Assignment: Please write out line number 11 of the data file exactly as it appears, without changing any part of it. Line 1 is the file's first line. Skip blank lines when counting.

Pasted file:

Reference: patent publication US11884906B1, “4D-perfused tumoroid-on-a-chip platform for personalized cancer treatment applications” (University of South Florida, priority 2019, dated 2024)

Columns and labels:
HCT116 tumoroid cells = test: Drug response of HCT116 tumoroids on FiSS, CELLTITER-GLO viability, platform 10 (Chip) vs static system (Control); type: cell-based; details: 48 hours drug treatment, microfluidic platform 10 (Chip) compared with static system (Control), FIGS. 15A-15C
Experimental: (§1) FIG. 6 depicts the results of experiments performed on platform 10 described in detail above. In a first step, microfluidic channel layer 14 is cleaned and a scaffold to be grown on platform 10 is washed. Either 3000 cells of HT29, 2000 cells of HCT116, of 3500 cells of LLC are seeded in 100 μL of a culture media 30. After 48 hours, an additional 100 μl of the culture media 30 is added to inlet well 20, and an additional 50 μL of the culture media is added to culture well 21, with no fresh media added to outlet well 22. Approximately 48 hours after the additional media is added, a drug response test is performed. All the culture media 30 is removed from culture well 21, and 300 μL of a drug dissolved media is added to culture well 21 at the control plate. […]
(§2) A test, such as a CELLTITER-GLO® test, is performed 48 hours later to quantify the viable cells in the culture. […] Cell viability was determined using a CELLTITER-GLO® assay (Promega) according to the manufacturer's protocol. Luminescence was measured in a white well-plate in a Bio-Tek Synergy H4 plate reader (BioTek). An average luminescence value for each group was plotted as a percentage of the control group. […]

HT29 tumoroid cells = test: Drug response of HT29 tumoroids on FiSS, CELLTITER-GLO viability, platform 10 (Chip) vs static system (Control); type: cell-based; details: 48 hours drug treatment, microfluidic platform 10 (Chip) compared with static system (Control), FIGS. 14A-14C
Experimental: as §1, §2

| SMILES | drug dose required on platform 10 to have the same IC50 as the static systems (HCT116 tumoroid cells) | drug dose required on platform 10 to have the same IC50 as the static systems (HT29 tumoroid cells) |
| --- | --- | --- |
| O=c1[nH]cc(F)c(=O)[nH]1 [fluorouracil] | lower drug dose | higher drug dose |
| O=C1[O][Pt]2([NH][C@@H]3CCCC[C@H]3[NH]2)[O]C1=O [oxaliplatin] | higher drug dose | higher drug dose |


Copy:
| O=C1[O][Pt]2([NH][C@@H]3CCCC[C@H]3[NH]2)[O]C1=O [oxaliplatin] | higher drug dose | higher drug dose |